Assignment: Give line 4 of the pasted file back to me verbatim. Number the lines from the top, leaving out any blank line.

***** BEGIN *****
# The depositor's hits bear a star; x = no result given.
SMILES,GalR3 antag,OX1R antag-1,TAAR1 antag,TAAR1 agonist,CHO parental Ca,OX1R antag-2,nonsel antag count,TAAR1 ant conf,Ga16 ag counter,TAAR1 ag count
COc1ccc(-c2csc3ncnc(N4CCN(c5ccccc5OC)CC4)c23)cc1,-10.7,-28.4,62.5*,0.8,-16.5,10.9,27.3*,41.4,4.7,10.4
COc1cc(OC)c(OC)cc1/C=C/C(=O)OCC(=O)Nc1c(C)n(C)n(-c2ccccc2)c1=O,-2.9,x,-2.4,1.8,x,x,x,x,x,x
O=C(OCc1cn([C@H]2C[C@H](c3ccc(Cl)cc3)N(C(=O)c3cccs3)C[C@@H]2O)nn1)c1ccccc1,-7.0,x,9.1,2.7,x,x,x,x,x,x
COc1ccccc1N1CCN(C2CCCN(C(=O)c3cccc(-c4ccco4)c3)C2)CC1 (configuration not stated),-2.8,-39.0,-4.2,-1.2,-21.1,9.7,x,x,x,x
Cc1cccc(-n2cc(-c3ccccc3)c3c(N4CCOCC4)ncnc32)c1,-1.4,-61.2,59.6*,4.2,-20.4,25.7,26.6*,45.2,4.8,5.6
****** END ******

COc1cc(OC)c(OC)cc1/C=C/C(=O)OCC(=O)Nc1c(C)n(C)n(-c2ccccc2)c1=O,-2.9,x,-2.4,1.8,x,x,x,x,x,x